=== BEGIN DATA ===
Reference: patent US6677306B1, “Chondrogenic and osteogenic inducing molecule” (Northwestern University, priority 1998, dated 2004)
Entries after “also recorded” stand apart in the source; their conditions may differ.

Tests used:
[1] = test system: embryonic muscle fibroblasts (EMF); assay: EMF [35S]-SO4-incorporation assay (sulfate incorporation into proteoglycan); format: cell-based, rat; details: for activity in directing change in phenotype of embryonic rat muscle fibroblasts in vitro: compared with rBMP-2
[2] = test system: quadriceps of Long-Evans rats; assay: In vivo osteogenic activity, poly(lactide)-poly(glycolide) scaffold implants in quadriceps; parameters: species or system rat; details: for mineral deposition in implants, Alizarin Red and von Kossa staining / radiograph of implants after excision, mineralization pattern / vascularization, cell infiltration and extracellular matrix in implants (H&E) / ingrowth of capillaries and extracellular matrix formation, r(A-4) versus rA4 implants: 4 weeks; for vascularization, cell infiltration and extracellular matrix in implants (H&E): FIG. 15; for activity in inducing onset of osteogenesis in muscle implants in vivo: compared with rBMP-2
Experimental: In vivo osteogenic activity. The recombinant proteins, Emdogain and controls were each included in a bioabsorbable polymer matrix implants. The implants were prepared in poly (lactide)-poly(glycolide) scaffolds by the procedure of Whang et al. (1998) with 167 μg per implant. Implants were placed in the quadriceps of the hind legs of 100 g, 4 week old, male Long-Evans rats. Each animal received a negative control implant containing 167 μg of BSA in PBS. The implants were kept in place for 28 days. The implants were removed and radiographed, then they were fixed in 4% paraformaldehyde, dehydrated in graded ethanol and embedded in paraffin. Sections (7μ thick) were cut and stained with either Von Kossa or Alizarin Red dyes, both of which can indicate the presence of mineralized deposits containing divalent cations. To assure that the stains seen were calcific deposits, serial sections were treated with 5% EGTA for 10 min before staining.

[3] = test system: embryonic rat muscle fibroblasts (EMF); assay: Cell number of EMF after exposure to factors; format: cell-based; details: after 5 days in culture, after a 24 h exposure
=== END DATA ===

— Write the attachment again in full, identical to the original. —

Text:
Reference: patent US6677306B1, “Chondrogenic and osteogenic inducing molecule” (Northwestern University, priority 1998, dated 2004)
Entries after “also recorded” stand apart in the source; their conditions may differ.

Tests used:
[1] = test system: embryonic muscle fibroblasts (EMF); assay: EMF [35S]-SO4-incorporation assay (sulfate incorporation into proteoglycan); format: cell-based, rat; details: for activity in directing change in phenotype of embryonic rat muscle fibroblasts in vitro: compared with rBMP-2
[2] = test system: quadriceps of Long-Evans rats; assay: In vivo osteogenic activity, poly(lactide)-poly(glycolide) scaffold implants in quadriceps; parameters: species or system rat; details: for mineral deposition in implants, Alizarin Red and von Kossa staining / radiograph of implants after excision, mineralization pattern / vascularization, cell infiltration and extracellular matrix in implants (H&E) / ingrowth of capillaries and extracellular matrix formation, r(A-4) versus rA4 implants: 4 weeks; for vascularization, cell infiltration and extracellular matrix in implants (H&E): FIG. 15; for activity in inducing onset of osteogenesis in muscle implants in vivo: compared with rBMP-2
Experimental: In vivo osteogenic activity. The recombinant proteins, Emdogain and controls were each included in a bioabsorbable polymer matrix implants. The implants were prepared in poly (lactide)-poly(glycolide) scaffolds by the procedure of Whang et al. (1998) with 167 μg per implant. Implants were placed in the quadriceps of the hind legs of 100 g, 4 week old, male Long-Evans rats. Each animal received a negative control implant containing 167 μg of BSA in PBS. The implants were kept in place for 28 days. The implants were removed and radiographed, then they were fixed in 4% paraformaldehyde, dehydrated in graded ethanol and embedded in paraffin. Sections (7μ thick) were cut and stained with either Von Kossa or Alizarin Red dyes, both of which can indicate the presence of mineralized deposits containing divalent cations. To assure that the stains seen were calcific deposits, serial sections were treated with 5% EGTA for 10 min before staining.

[3] = test system: embryonic rat muscle fibroblasts (EMF); assay: Cell number of EMF after exposure to factors; format: cell-based; details: after 5 days in culture, after a 24 h exposure